In He is sleeping, we have a subject (He) and a verb (is sleeping). Sleeping does not require an object. In a sense, sleeping is its own object (‘he is sleeping a sleep’); it does not need a separate object. Everything is ‘hunky-dory’ with the synthetic grammar (in terms of synthetic potentials and constraints) of He and of is sleeping and there is perfect sense and we have a sentence, just of subject and object.
Overstretching the notion of a sentence
A sentence in English does not readily accept two subjects in the same sentence. Once a subject and a verb have got set up in their own sentence, the subject is quite proprietorial about what they’ll let into their sentence – they don’t want a separate variant of themselves in the same sentence, as in:
Mary likes cheese Tom doesn’t like octopuses.
English says ‘No, no, this is all getting a bit too random’. It says that this is not a sentence but two sentences and wants that shown orthographically, thus:
Mary likes cheese. Tom doesn’t like octopuses.
Mary likes cheese; Tom doesn’t like octopuses.
However, English does operate with a little discretion in this area; if the two sentences are closely related in meaning, or even a bit list-like, it can accept a comma in this kind of instance. The comma indicates an acceptance that there is a division between the two collections of words but it does not insist that they are entirely separate sentences:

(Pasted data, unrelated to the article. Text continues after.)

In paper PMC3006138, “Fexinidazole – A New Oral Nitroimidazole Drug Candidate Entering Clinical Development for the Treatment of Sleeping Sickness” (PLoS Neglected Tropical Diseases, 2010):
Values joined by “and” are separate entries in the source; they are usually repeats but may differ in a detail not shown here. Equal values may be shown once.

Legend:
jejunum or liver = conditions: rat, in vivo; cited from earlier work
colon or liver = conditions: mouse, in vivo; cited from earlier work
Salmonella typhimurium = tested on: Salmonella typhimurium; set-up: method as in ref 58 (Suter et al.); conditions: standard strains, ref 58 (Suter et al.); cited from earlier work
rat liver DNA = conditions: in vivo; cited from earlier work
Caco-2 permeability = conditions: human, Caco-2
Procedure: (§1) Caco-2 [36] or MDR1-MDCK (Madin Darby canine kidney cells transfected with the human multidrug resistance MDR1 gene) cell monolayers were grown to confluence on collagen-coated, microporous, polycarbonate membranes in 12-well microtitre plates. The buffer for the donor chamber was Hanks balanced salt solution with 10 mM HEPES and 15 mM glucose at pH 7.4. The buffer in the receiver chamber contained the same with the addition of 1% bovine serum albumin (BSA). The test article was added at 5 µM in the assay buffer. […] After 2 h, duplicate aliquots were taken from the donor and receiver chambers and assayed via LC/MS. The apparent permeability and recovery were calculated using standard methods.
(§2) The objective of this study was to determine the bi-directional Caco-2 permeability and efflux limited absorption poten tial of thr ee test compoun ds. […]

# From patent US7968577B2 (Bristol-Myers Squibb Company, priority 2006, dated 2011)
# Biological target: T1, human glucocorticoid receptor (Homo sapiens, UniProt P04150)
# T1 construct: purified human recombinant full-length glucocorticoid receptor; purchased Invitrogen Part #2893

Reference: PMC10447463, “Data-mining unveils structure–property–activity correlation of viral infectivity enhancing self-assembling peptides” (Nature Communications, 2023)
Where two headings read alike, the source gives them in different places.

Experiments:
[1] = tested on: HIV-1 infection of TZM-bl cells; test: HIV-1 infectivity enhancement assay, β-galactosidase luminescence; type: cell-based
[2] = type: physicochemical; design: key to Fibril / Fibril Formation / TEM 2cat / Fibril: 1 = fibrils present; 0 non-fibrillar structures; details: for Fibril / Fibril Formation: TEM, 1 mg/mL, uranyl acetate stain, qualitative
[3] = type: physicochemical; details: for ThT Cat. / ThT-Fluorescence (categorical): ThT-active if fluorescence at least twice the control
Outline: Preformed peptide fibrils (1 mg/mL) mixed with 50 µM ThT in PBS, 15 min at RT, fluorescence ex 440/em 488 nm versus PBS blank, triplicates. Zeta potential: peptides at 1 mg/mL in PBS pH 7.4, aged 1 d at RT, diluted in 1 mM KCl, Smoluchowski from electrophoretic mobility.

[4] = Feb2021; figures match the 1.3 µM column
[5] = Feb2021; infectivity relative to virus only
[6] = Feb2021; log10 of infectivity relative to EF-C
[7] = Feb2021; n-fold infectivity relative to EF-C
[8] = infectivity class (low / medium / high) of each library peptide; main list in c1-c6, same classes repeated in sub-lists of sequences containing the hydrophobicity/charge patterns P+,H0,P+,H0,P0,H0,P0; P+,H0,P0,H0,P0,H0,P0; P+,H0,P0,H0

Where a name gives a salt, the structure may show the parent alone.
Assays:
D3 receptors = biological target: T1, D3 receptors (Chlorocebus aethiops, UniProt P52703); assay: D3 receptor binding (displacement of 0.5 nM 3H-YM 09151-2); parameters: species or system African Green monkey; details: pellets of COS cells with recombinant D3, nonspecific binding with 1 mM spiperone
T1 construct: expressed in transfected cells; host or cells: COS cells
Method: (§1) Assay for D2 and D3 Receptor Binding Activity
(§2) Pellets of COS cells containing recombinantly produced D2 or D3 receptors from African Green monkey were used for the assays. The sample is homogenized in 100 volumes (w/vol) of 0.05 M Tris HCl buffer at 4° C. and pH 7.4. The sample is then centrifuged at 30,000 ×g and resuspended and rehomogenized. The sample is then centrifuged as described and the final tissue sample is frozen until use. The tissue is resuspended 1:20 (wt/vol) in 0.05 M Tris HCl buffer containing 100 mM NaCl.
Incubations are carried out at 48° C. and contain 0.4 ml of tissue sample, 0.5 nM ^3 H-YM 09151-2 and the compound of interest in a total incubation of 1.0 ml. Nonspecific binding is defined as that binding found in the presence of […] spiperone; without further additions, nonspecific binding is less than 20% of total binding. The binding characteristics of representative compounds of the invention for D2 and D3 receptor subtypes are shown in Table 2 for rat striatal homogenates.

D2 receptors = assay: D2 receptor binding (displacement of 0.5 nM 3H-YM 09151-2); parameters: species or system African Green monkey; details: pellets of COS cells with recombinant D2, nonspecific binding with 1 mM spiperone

Mary likes cheese, Tom likes ham.
In terms of over-reducing the notion of a sentence in English, we can posit that English does not really need there to be a subject for a sentence to be a sentence and that, maybe, there just needs to be a verb. We could suggest that Is raining is perfectly sensible as a sentence – after all, you can say in Italian Piove (literally ‘Rains’) to convey, in a sentence, the idea of ‘It is raining’. So, why not in English just say Is raining, where the verb rain is understood to have its own implicit subject of ‘rain’, just as He is sleeping has its own implicit object of ‘sleep’? But, English is a bit inflexible on this in that, however seemingly illogical it is to have a subject, there has to be one, at least grammatically, though not semantically. English stands firm on this – Is raining is not a sentence, but this is:
It is raining.
Interestingly, Italian takes a different position on the definition of what makes a sentence a sentence from English, in that it does not insist on a setence having a subject, as in:
Piove. (literally ‘Rains’ = ‘It is raining’)
L’ho già visto. (literally ‘Him/Her/It (I) have already seen’ = ‘I have already seen him’)
L’ha già visto. ( literally ‘Him/Her/It (he/she/it) has already seen’ = ‘He/She/It has already seen him/her/it’)
Italian takes a different position on what makes a sentence a sentence, but it shows that it is a sentence in its terms in the same way with an opening capital letter and a closing full stop.
So, in short, a sentence is what a language sees as a grammatically complete functional structure, with an acceptable number (not too many, nor too few) of each type of functional element (subject, verb, object, etc).